The “mental problem” is of course, disagreeing with you…and I don’t think you’ll get far with trying to convince anyone else it’s actionable. Of course, you can either withdraw it or I’ll have to point out that you do this…

  19. treborc1

    It’s legal

  20. Newsbot9

    How unsurprising!

  21. topcat

    have you found that link about global warming making england uninhabitable yet?

    thought not

  22. Newsbot9

    I’m not going to help an illiterate troll, no.

  23. charles

    There is clearly something wrong with you. You make outrageous claims and can never back them up (england uninhabitable due to climate change?!). Then you start the ‘shill, 1% you are trying to murder the poor etc’. I would say you appear to be mentally ill to some extent, but then you are also a Labour supporter which is the same thing effectively.

  24. newton

    out of interest, in how many years was england going to be uninhabitable due to climate change? i cant find it in that link, so please tell.

  25. Newsbot9

    I’d suggest examining the archaeological records…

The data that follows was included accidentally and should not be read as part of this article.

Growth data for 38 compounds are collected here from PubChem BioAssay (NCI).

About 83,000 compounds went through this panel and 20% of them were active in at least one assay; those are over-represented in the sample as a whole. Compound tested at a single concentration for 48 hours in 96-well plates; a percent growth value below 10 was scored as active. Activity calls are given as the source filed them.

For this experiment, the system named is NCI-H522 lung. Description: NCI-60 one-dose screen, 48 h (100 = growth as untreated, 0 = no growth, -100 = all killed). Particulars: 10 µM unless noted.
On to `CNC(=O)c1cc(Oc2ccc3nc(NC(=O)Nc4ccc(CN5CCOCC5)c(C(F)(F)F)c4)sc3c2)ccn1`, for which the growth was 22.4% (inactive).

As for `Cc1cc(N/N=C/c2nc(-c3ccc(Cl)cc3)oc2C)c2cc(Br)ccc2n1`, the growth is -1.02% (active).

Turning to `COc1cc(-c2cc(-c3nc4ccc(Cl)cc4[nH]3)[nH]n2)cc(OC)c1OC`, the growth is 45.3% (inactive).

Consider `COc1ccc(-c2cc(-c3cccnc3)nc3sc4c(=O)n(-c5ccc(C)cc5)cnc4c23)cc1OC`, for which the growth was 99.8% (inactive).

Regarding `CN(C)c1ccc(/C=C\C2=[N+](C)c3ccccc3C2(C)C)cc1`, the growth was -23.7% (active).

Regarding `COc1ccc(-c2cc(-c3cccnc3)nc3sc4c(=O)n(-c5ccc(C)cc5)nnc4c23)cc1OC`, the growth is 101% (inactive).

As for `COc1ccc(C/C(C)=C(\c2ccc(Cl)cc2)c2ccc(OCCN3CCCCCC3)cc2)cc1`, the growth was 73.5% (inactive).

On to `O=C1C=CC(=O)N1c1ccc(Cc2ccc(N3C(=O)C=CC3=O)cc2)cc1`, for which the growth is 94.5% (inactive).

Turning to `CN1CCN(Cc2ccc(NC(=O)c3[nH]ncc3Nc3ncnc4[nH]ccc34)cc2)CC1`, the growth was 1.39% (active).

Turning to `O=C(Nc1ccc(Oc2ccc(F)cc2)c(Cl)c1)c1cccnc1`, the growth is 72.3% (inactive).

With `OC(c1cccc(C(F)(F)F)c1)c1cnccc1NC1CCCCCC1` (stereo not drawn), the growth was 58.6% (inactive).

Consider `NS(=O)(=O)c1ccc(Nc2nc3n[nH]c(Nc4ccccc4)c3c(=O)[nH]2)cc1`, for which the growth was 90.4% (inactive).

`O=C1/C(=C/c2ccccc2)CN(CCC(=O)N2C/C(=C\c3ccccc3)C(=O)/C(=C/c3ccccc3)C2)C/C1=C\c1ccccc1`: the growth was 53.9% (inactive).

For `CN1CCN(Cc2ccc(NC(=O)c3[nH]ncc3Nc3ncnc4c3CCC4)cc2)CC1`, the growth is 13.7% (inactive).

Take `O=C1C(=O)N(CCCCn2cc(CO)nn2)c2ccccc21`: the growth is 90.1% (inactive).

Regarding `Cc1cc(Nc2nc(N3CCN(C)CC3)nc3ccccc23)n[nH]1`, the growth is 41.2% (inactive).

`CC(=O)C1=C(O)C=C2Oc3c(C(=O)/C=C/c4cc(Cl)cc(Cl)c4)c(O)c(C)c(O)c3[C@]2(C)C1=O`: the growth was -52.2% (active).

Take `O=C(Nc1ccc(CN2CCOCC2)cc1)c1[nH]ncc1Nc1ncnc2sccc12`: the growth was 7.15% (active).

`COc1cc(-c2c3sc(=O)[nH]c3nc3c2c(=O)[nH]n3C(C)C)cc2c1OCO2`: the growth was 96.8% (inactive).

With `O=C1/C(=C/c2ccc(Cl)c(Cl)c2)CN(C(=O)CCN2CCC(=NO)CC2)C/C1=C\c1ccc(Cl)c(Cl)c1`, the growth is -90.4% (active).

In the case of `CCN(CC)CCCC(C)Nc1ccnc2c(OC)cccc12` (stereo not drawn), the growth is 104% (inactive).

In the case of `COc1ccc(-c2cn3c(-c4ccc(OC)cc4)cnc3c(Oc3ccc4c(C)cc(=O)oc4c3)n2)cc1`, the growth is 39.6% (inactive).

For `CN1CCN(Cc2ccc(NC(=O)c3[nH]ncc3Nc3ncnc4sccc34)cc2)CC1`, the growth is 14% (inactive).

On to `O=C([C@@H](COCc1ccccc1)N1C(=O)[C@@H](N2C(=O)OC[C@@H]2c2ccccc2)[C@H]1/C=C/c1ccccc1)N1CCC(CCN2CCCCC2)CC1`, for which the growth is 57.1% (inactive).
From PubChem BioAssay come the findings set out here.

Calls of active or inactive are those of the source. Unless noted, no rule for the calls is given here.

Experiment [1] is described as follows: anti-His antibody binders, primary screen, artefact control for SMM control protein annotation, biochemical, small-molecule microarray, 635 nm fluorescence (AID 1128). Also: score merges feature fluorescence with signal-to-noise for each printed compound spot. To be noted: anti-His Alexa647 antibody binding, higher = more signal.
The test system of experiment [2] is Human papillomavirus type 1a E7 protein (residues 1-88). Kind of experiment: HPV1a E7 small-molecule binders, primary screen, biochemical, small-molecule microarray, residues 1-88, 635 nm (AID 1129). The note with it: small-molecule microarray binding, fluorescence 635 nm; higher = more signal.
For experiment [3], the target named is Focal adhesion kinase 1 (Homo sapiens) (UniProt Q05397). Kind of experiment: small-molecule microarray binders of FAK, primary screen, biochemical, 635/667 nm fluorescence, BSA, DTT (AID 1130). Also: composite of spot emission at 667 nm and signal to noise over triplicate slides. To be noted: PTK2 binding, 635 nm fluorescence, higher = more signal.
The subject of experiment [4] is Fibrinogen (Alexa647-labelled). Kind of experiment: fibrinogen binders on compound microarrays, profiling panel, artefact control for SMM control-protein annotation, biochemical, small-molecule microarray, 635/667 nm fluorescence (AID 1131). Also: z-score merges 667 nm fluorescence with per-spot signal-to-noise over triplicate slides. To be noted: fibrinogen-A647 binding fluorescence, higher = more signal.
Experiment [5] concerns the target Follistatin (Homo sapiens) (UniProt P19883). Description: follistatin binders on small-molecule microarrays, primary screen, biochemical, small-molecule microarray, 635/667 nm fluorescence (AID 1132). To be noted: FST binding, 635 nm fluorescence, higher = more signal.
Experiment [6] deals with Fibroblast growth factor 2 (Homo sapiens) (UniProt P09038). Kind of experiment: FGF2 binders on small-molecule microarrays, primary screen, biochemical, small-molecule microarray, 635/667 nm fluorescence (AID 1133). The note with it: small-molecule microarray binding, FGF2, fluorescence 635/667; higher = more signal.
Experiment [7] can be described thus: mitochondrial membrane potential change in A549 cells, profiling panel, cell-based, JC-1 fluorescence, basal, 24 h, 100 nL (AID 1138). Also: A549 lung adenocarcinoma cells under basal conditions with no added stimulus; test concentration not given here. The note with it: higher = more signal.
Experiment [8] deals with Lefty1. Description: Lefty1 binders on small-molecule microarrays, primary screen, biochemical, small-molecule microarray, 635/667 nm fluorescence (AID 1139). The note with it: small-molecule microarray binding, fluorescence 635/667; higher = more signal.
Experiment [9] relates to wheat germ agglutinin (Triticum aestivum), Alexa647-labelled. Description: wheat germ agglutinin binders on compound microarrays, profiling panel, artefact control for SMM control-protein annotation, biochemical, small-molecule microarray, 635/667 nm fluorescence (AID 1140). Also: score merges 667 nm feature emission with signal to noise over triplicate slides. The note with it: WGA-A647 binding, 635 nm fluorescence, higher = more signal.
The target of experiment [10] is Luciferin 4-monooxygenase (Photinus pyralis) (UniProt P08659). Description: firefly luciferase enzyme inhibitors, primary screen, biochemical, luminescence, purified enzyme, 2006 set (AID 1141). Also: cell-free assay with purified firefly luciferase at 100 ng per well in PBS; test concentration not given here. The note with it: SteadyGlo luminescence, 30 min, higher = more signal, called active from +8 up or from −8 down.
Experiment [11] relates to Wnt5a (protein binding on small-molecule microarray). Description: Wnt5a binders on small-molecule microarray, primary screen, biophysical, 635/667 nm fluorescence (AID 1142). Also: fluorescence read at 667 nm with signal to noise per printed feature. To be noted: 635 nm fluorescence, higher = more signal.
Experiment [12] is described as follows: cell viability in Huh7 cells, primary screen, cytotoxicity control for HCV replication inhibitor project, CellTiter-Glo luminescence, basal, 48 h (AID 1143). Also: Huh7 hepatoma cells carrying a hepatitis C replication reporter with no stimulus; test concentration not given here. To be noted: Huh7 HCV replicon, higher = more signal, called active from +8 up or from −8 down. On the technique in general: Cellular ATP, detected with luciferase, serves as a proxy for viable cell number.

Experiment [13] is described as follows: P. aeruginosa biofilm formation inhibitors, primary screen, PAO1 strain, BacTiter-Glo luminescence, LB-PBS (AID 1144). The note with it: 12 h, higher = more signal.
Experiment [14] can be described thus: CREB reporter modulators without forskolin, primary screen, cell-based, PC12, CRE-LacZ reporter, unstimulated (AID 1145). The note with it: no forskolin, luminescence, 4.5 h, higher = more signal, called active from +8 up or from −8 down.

26. Newsbot9

    Of course there’s “somthing wrong” with me, I’m opposing your right wing shilling. I tell the truth. I insist on talking about consequences.

    Of course this is wrong to you, the truth in particular can give you a rash, I understand. You ARE trying to murder the poor, of course, trying to lie about is wrong.

    You’re simply a good social darwinist, maundering the same old Totaltarian line that anyone who disagrees with you is mentally ill.

    I’m a left winger, not a Labourite – but you appear to be unable to differentiate between a binary state of “like me” and “my enemies”. That type of lack of discrimination is downright worrying.

  27. newton

    how would the archaeological records help?

  28. Newsbot9

    Well, let’s see..the record CO2 generation since Human history began might be a good start…

  29. LB

    And likewise for yourself.

    If you don’t like the Tories, you could always leave by that logic.

    However lots can’t. The vast majority can’t. They are locked into the mess caused by all governments.

    Their pension money has been looted. 420,000 pounds for a median wage earner. Left with just 120-130,000 pounds.

    Those nice caring MPs.

  30. Newsbot9

    That’s right, you’ve locked and looted them, as a MP.

  31. paololucchino

    Excellent explanation of the legal context. Indeed, watch this space…